Cruise ship illnesses can easily spread on board and are often related to the food served. If food is off or equipment is dirty it doesn’t take much for sickness to spread throughout the passengers and crew. Fortunately, cruise inspections are carried out on ships to make sure proper sanitation and food storage rules are adhered to. However, an insider has revealed the shocking truth about how some cruise ships try to get around these inspections.
Jim Walker, a lawyer who specialises in cases involving cruise-line employees and passengers, told Business Insider of the ingenious ways some cruises get away with breaking the rules.
He revealed that if food is improperly stored or equipment is dirty during an inspection, some cruise managers will order the crew to hide the items in their own cabins.
This is so the inspectors won’t realise rules are being broken and they won’t be penalised.
He also added that the food taken away to the crews’ rooms can also be later served to passengers.
In 2013, Centers for Disease Control and Prevention (CDC) carried out a surprise inspection on a Silversea Cruises ship – the Silver Shadow – in Alaska following a tip-off.
A crew member had sent photographs to the CDC of meat in cabin crew sinks and trays of food in corridors outside crew cabins.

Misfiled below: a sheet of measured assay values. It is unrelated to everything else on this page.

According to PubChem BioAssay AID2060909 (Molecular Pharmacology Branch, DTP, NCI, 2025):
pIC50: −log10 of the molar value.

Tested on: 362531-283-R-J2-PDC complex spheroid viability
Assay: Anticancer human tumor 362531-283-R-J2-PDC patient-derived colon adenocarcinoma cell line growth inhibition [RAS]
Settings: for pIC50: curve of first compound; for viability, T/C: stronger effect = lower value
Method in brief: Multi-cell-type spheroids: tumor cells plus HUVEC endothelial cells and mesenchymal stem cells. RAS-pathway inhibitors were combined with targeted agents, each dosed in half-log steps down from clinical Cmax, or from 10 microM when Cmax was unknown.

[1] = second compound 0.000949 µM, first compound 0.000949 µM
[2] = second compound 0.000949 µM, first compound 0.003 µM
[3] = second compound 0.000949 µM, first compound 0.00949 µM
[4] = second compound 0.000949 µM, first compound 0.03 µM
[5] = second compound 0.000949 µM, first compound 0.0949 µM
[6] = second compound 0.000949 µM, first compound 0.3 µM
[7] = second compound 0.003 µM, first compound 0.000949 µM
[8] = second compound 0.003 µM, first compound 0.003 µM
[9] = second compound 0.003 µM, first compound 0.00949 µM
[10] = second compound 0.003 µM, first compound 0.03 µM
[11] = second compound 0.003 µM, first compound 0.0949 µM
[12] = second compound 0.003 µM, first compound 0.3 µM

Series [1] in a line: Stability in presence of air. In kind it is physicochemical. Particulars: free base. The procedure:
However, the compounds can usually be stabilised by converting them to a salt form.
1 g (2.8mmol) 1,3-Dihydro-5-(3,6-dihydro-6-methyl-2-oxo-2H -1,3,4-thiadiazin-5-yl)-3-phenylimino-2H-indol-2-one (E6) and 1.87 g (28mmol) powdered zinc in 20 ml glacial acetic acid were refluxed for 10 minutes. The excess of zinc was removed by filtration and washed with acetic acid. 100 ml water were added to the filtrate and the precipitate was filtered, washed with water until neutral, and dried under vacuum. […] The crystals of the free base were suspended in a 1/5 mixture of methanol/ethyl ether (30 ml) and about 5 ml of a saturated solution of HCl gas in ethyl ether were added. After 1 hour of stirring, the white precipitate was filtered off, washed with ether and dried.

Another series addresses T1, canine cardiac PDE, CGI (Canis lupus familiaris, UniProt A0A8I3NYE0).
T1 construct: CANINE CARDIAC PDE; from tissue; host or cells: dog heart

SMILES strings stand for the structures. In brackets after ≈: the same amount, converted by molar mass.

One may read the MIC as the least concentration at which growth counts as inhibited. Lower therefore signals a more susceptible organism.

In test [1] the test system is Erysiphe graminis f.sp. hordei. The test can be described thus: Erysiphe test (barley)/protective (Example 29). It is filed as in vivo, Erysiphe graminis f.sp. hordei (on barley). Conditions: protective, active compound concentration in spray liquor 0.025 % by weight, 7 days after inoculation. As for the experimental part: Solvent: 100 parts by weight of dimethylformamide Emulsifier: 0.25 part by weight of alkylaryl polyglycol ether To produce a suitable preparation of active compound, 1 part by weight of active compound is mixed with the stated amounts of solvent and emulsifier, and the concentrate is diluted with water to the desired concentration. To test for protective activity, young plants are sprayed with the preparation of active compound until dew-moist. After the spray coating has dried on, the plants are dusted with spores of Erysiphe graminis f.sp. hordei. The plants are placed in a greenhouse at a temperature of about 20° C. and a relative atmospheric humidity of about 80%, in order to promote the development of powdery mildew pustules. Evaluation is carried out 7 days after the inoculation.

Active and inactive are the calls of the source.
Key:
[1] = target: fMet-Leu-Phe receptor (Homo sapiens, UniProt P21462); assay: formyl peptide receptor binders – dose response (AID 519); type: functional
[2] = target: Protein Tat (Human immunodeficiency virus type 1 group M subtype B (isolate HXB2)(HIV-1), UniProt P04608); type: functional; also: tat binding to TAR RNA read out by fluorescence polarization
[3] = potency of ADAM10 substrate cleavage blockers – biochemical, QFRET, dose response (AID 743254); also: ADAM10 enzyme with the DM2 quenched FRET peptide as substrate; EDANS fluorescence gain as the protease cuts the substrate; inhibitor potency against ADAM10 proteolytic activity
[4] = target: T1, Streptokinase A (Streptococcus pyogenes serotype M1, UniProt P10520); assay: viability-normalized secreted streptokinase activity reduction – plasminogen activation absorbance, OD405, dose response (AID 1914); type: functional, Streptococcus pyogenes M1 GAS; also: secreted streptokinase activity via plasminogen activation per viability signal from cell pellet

The CDC noted an “organised effort to physically remove” 15 trolleys of food (including raw meat, milk and cheese) along with dishes and utensils from the kitchens in crew members’ cabins to “avoid inspection.”
The CDC gave the Silver Shadow ship an inspection score of 82 – scores of under 85 are “not satisfactory,” said the CDC website.
One crew member told CNN at the time that he and his colleagues had been ordered to sleep with food in their cabins by superiors.
CDC inspectors poured chlorine liquid over the discarded food on the food to prevent it being served, said the final report.
Silversea spokeswoman Gina Finocchiaro told CNN in 2013 they were “deeply disappointed” in the outcome of the inspection” and called the incident an “anomaly.”
However, Walker said it was not uncommon for cruise ships to hide food away from government inspectors.
“We also asked crew members from other cruise lines whether cruise ships playing “hide and seek” from the USPH [the United States Public Health Service] is a common practice in the cruise industry,” he wrote on his website cruiselaw.com. “It’s not a scientific poll, but around 90 per cent of crew members said “yes.”
He told CNN that managers on board the ship “were essentially caught playing a game.”
A Silversea spokeswoman told Express.co.uk: “The health and safety of our Guests is paramount. At the time this happened, we took this infraction extremely seriously and reassured all guests on our cruises that from all our investigations we believed this to be an extremely uncommon occurrence on Silversea vessels.
“Our record of inspections pre and post this incident with the VSP shows that we maintain extremely high standards of hygiene on our vessels.
“We have since taken several initiatives to ensure standards are regularly met and that nothing like this can happen again.”
Express.co.uk has contacted Cruise Line International Association for industry comment on such incidents.
This week an elderly British couple were arrested after a stash of cocaine was allegedly found in their suitcases.